British retailers have gone into overdrive with sales in recent days, as the gloomy weather compounded misery on the high street.
Some 73% of stores advertised special offers last week, up from 40% three years ago, according to figures from professional services group PwC, while discounts were deeper than a year ago.
The figures, which underline the plight of the high street as shoppers cut back on luxuries, come as retailers face paying their quarterly rent bill.
The beleaguered sector gained a boost from the Queen's Diamond Jubilee but June's erratic weather is since thought to have hit demand, particularly for fashion items.
The average price discounts being advertised were 47%, up slightly from 45% in 2011 and 2010, the survey of 100 retailers on UK high streets added.
PwC's chief retail adviser Christine Cross said: "UK consumers are good at celebrating jubilees, football prowess or potential Olympic glory but they are proving less willing to part with their cash except when the sun comes out or goods go on sale.
"Clothing purchases are weather-related and canny consumers also know mid-June means worried retailers who need to clear stock to leave room for new lines."
The current quarter is not normally a time of high numbers of high street retail insolvencies, although the recent bad weather may have left some fashion retailers with the wrong stock.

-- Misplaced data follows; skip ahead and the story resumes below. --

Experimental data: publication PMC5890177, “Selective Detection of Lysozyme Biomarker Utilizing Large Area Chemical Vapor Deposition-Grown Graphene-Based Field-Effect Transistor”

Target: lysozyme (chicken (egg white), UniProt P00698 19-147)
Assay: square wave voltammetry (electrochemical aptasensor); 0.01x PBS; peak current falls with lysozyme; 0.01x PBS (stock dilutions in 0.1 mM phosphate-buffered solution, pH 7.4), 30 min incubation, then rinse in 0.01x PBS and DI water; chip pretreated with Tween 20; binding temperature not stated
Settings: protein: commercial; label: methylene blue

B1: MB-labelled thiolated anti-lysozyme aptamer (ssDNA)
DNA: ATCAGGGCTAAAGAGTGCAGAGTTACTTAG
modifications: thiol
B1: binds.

PwC said supermarkets were suffering "troublesome" retail trends as shoppers continued to show their "love affair with value".
However, the wet holiday weather has benefited pubs and fast food chains by encouraging people to eat out rather than have barbecues at home.
Retailers are hoping that some late summer sun and the Olympics will boost trade in the coming weeks, but consumers are expected to remain cautious as the eurozone crisis dents confidence.
The high street has suffered a spate of retail collapses since the financial crisis struck, with Clinton Cards (LSE: CC.L - news) , the UK's biggest specialist cards retailer, among the recent casualties.